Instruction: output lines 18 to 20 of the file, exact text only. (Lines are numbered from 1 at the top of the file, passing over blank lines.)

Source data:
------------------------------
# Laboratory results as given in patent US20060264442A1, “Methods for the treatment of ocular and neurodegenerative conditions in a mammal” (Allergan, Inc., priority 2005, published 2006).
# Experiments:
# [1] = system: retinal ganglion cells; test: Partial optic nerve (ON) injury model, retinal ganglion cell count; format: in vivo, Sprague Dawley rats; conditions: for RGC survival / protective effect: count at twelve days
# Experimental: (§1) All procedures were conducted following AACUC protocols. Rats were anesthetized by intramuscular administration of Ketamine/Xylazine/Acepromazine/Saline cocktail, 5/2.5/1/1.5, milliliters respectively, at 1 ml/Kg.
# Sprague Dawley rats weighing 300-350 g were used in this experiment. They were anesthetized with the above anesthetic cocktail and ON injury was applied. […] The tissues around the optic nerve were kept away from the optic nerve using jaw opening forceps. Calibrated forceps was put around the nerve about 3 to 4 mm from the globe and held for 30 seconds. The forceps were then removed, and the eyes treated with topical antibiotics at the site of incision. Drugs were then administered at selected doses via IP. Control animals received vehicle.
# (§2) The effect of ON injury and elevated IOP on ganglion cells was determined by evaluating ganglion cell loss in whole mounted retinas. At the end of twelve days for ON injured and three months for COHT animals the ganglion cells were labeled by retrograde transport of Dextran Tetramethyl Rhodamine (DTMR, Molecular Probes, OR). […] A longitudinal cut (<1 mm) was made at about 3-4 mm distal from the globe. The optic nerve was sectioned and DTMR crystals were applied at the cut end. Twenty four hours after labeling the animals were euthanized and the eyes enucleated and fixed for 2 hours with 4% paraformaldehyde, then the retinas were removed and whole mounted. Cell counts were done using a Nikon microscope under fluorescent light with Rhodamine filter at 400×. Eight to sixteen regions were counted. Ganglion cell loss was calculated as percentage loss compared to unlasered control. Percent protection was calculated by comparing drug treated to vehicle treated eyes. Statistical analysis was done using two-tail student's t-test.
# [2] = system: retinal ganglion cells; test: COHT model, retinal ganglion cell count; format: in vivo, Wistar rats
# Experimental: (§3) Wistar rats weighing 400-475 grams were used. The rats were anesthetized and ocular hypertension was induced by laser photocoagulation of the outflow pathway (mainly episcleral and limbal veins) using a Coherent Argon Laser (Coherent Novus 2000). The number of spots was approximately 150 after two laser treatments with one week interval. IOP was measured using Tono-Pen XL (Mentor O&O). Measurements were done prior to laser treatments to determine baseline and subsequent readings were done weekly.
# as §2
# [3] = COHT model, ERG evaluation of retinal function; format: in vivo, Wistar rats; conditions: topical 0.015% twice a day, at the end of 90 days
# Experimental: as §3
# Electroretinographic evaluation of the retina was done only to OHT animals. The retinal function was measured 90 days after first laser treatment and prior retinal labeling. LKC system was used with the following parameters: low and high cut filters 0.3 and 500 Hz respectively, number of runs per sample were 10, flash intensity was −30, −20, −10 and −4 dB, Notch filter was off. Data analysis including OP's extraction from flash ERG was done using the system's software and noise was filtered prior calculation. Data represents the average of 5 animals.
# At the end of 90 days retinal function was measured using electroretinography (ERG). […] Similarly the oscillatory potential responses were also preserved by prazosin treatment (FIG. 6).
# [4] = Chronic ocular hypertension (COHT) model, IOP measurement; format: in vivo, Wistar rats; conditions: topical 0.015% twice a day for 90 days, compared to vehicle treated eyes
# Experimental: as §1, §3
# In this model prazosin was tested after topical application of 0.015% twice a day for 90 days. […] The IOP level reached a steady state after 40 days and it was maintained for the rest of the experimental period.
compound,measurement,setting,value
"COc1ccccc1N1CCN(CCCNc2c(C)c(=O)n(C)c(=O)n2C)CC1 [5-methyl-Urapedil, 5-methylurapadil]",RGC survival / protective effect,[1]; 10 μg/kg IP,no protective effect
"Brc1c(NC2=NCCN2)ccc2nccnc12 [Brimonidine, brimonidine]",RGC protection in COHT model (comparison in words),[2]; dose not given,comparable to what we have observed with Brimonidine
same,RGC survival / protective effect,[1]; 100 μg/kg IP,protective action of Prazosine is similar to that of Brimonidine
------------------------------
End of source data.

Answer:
"COc1ccccc1N1CCN(CCCNc2c(C)c(=O)n(C)c(=O)n2C)CC1 [5-methyl-Urapedil, 5-methylurapadil]",RGC survival / protective effect,[1]; 10 μg/kg IP,no protective effect
"Brc1c(NC2=NCCN2)ccc2nccnc12 [Brimonidine, brimonidine]",RGC protection in COHT model (comparison in words),[2]; dose not given,comparable to what we have observed with Brimonidine
same,RGC survival / protective effect,[1]; 100 μg/kg IP,protective action of Prazosine is similar to that of Brimonidine